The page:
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Creative Works Sustainability Marketing

Sustainable brands won’t thrive until we hold FMCG greenwashers to account


By Nick Torday, Co-founder and CEO

April 22, 2024 | 5 min read

Bower Collective’s Nick Torday reveals how like-minded brands can learn from the daily struggles of his sustainable consumer goods company this Earth Day.


As a sustainable consumer startup, we are in a constant battle with the big FMCG brands to make a persuasive argument to consumers about the genuine environmental benefits of our products versus theirs.

Let me give you an example.

Dove, the Unilever behemoth (over $6bn revenues in 2023), makes bold and unsubstantiated claims that it is “leading the fight against plastic waste.”

In reality, Greenpeace awarded it the ‘Greenwasher of the Year’ accolade this year. The body claims Dove is dumping 12,000 highly polluting plastic sachets on low-income communities around the world every minute - that’s over 53bn single-use sachets in 2023 alone.

In December 2023, the Competition and Markets Authority (CMA) began an investigation into parent company Unilever under the Green Claims Code - finally holding it to account for vague and spurious claims, with the CEO of the CMA saying, “We’ll be drilling down into these claims to see if they measure up. If we find they’re greenwashing, we’ll take action to make sure shoppers are protected.”

Unilever claims to want a ‘waste-free’ world, yet just 0.2% of its packaging is reusable. Unilever claims it increased its use of recycled plastic to 22% of its total plastic footprint. And under its definitions, “53% of its packaging is recyclable, reusable or compostable”. Were that true, would it be enough?

Unilever, P&G and others wield enormous influence and have dominant market share across most categories.

Meanwhile, our mission is to eliminate waste and reduce carbon emissions from the consumer goods industry. I cannot stress how difficult that is when one of our packs (reusable circular packaging, zero waste, low carbon intensity) is sat on a supermarket shelf next to a Dove ‘Refill’ pack with a huge claim saying 65% LESS PLASTIC.

Well, guess what, kids? That’s still 100% plastic waste.

This challenge presents itself across all marketing channels - digital, DM, in-store.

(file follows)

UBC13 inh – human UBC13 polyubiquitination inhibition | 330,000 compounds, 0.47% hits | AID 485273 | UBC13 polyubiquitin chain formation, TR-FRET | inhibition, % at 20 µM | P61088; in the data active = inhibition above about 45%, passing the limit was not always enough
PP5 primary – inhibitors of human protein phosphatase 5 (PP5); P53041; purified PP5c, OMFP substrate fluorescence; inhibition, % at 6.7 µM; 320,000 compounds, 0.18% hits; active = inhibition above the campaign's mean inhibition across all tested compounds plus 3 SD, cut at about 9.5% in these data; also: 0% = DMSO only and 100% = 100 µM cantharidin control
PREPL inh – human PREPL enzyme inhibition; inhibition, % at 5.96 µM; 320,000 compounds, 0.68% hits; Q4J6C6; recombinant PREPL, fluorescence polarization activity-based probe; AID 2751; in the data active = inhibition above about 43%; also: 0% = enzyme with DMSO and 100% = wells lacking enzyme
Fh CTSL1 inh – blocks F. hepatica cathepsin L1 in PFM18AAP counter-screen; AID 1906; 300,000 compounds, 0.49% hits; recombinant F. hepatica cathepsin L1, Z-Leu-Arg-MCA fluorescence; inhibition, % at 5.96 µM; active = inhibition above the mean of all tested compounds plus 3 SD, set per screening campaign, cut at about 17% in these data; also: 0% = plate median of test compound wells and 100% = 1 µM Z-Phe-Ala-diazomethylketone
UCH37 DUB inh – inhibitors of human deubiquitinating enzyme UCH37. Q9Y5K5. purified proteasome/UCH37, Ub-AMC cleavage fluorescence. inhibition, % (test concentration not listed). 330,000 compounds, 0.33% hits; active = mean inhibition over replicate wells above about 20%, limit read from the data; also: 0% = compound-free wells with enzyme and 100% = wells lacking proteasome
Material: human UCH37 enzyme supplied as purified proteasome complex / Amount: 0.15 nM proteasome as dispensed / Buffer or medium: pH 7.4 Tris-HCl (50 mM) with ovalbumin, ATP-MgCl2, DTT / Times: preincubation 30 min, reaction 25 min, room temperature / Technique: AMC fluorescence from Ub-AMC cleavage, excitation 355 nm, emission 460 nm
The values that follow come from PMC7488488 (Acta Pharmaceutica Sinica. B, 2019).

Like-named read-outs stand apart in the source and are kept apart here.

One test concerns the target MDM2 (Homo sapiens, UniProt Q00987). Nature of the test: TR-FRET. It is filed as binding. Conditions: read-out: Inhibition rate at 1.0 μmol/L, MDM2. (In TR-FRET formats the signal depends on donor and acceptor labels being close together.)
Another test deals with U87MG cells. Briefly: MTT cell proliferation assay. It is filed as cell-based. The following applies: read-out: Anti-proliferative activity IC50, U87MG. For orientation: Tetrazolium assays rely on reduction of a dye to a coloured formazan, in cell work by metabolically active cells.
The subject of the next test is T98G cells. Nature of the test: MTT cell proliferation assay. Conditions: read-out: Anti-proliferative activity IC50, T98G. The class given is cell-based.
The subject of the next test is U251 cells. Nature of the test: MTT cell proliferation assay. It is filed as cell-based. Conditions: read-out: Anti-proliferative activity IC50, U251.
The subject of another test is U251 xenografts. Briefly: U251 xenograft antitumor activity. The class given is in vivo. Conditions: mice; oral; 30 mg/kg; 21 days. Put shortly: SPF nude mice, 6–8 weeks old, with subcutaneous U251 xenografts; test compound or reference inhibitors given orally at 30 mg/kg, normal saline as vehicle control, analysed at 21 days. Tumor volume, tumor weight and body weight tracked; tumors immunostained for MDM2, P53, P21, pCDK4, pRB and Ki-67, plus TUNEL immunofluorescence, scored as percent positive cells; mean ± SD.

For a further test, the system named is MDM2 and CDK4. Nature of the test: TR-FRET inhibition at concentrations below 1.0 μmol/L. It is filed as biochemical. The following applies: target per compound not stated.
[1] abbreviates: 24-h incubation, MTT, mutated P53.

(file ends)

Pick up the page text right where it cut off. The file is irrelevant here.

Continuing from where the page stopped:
With significantly less cash to throw at through-the-line marketing, we need to fight even harder to win out. Some of our most successful and high-performing content on the main ad platforms is in the “Us v Them” context where we make credible and evidenced comparative claims between our product and the big brand (toxic and waste-intense) alternative.

A couple of months ago, this resulted in a cease and desist letter from another major multinational personal care brand - we have neither the cash nor the operational bandwidth to fight these. These brands have in-house counsel on payroll. So - in most (not all) cases, we have to back down.

Before we crank up the tiny violins, there is nothing new to this narrative - disruptor brands have long had to fight against the might of established, planet-unfriendly incumbents - look at the flak that the EV industry has had to endure over the years from the automotive lobby.

The latest point of interest is the dairy lobby undermining the alternative milk leaders with alarmist claims about their negative environmental consequences (which obviously pail in comparison to the dairy industry, if you’ll pardon the pun).

How can you beat the greenwashers?

Here’s a few pointers:

  1. Make sure your claims are credible and evinced. For instance, we make a key claim around our bestselling Limescale Remover that it is 2x as effective as Viakal - this is validated by an independent lab test that we conducted with a third party.

  2. Focus on the delta between your product and the supermarket/conventional alternative - for instance, our BowerPack™ reusable packaging is up to 77% more carbon efficient than single-use packaging, again evidenced by an external LifeCycle Assessment.

  3. Go hard at the opposition when they are making bogus claims - report them to the ASA (Advertising Standards Authority) as a consumer - not a company as they will just insist you “you must first raise your concerns with the competitor directly and attempt to resolve the issue” - and good luck with that!

Ultimately, building any brand to stand up against the global category leaders is hard graft - but we should not, and will not, accept that they can leverage their scale and corporate influence to greenwash their way out of the massive environmental challenges facing our planet. This Earth Day, let’s make it our collective responsibility to hold them to account.

And if you want more tips on how we’re going to market, check out our collection here.

Creative Works Sustainability Marketing

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